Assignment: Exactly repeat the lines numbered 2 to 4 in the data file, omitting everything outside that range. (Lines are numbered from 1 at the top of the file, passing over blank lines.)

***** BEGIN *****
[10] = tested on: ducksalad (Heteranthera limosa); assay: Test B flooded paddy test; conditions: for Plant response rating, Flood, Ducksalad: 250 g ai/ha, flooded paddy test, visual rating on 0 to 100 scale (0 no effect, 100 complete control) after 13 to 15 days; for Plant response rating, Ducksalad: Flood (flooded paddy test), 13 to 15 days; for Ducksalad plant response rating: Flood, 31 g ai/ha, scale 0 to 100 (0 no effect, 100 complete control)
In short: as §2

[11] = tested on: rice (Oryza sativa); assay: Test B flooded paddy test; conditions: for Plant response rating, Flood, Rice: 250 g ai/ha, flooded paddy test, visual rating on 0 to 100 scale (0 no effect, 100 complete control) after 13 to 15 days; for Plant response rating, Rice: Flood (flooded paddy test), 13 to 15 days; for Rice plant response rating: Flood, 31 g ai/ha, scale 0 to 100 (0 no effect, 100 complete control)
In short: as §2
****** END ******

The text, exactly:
In short: as §2

[11] = tested on: rice (Oryza sativa); assay: Test B flooded paddy test; conditions: for Plant response rating, Flood, Rice: 250 g ai/ha, flooded paddy test, visual rating on 0 to 100 scale (0 no effect, 100 complete control) after 13 to 15 days; for Plant response rating, Rice: Flood (flooded paddy test), 13 to 15 days; for Rice plant response rating: Flood, 31 g ai/ha, scale 0 to 100 (0 no effect, 100 complete control)
In short: as §2